Old Lovers Internet

I am an NRI, translated into: no-real Indian. I follow Indian cinema in my quest to find only one million original films before humanity as we know it disappears. I will use the term Indian cinema sparingly because I only have access to Hindi films, not Bengali, Tamil, Telugu, Urdu, Marathi, Kannada, Gujarati and other languages.

Films and novels define romance as love at first sight, with no previous experience of loving anybody. Romance demands that a woman should be a virgin literally. The man is not and has left his mark on other women who provided a waiting room until he met the love of his life. The reality is that the slate is seldom clean. There were other people in your life before you meet the so-called soul mate.

Hopeless love
Ijaazat, directed by Gulzar is one of the films I’ve dropped in my shopping cart for the one million original films because it doesn’t have a happy ending. Ma used to cry in movies because the old Hollywood used to make films such as Madame X and My Lover My Son. Ijaazat demonstrates that the person you fall in love with loved someone somewhere before he or she met you.

In this film, Mahinder (Naseeruddin Shah) loved Maya (Anuradha Patel), before he got married to Sudha (Rekha). Mahinder’s grandfather (Shashi Kapoor) arranged the marriage but Mahinder was honest enough to tell Sudha about Maya and that they were practically living together. Sudha agrees to the marriage and Mahinder seems to be enjoying the tender loving care he gets from his wife until Maya tries to kill herself and Mahinder rushes to her.

She survives but has a lot of drama such as writing love poems on Mahinder’s handkerchiefs and calling the house, saying she wants to speak to Sudha. It came to a point where Sudha could not take it anymore and left Mahinder.

The film begins in a waiting room years later, where Mahinder and Sudha are wating for their respective trains. It is raining cats and dogs and the waiter makes the mistake of bringing tea for two instead of one that Mahinder ordered. Sudha pours the tea and Mahinder explains why he didn’t follow her and try to bring her back.

Ijaazat is your story too. After many years, you meet someone you loved but couldn’t marry for many reasons. You say hallo, what have you been doing for the past twenty years. You don’t regret your life, your children but you get home and let the tears slide when you think of what would have been like, if you had married him or her.

It was an arranged marriage in Ijaazat. In your case, it could have been pregnancy. Maybe your loved one had to do the right thing and marry a pregnant girlfriend. It might have been emigration. Your loved one and her parents moved to another country. It could be a myriad of reasons but it doesn’t make a difference. The pain is always there and worse when you meet again like in Ijaazat.

Lovers meet again
Bewafaa, directed by Dharmesh Darstan also had old lovers who were not destined for each other. Raj (Akshay Kumar) and Anjali (Kareena Kapoor) live in Canada. Aarti, her sister (Sushmita Sen) comes to have a baby in her parents’ house but dies in childbirth. The family convinces Anjali to marry her brother in law (Anil Kapoor) in order to be the mother to Aarti’s twins. She leaves Canada without saying goodbye to Raj. He becomes a famous musician and goes to India for a concert,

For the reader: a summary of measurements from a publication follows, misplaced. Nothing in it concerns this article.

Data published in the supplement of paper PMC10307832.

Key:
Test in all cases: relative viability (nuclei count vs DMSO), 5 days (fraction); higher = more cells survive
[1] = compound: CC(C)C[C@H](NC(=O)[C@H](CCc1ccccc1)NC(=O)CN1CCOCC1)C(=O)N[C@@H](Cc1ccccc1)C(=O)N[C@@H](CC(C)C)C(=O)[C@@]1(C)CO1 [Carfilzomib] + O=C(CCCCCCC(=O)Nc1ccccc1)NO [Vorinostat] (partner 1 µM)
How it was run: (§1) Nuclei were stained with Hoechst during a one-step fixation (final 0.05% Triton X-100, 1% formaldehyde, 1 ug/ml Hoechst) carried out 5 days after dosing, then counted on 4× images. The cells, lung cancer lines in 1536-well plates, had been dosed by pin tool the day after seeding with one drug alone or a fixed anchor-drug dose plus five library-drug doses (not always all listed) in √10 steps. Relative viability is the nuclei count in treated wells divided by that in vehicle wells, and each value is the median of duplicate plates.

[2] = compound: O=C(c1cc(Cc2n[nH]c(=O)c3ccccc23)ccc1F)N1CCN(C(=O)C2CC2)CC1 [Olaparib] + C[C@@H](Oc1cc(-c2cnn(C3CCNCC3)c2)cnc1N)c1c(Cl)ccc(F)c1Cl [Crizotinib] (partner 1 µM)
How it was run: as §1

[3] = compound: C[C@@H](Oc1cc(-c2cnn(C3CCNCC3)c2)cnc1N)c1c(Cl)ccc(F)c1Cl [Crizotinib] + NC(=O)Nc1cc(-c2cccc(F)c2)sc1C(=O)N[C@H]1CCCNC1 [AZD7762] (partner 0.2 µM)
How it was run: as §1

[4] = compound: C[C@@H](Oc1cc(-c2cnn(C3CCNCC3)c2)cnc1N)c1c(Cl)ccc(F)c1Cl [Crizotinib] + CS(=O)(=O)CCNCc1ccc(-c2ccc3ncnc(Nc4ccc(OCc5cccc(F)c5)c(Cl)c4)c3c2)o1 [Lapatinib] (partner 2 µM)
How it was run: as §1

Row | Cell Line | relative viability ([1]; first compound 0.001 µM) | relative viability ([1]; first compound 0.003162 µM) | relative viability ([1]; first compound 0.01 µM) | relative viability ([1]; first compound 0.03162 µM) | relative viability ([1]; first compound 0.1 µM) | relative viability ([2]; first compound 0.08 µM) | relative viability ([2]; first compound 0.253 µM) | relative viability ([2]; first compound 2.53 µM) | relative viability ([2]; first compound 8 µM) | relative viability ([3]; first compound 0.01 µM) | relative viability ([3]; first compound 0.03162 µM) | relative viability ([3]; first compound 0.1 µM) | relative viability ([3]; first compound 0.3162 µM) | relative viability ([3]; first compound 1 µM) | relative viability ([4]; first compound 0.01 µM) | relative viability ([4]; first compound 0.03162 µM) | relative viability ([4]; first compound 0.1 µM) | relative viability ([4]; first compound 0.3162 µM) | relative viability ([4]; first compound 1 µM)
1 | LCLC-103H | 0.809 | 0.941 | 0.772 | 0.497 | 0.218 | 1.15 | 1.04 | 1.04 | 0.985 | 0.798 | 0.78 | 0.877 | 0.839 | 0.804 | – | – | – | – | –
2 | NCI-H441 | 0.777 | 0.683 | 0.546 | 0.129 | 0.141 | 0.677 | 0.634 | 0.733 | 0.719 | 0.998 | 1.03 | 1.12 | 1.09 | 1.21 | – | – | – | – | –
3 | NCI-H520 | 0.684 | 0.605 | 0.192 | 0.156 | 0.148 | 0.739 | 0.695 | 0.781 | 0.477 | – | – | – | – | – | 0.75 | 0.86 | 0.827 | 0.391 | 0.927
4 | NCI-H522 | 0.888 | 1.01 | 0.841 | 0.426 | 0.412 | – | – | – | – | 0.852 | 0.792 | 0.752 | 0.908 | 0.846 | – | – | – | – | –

Filmmakers seem to like the story line where one of the lovers is not married because he or she still nurses the idea that they will re-unite one day. In Ijaazat, Mahinder’s face lights up when Sudha tells him that her mother had died. “So you are alone?” he asks. The entrance of Sudha’s husband to pick her up from the train station dashes all his hopes of reconciliation. You see, Mahinder never re-married like Raj in Bewaafa.

Raincoat, directed by Ritoparnu Ghosh is even worse. Manoj (Ajay Devgan) is not married. He has come to Calcutta to raise money from his former classmates for a business idea. He uses the trip to look up Niru (Aishwarya Rai), the love of his life who married another man because he had more money.

He finds Niru although it is not clear to me what he hoped to achieve by going to her house. She lives a terrible life of not opening the door and windows because she owes the landlord rent. The toilet is deplorable and there is no place to move in the house because of old furniture, that her husband rents out to film companies. Niru weaves a web of lies about all this, which includes having servants. She takes his raincoat to go and buy food. The landlord comes in and explains the situation to Manoj.

Google old lovers
Destiny! That is how some people explain it. It is the work of some higher force that determines who ends up with who and how. They believe that clinging to the past like Manoj in Raincoat, Mahinder in Ijaazat and Raj in Bewaafa is a waste of time spent baby sitting misery. Cyberspace has aggravated matters because people Google each other and re-connect. And then? What is the whole point of meeting again? Does it change respective destinies?

Nonqaba waka Msimang is the author of Sweetness The Novel.
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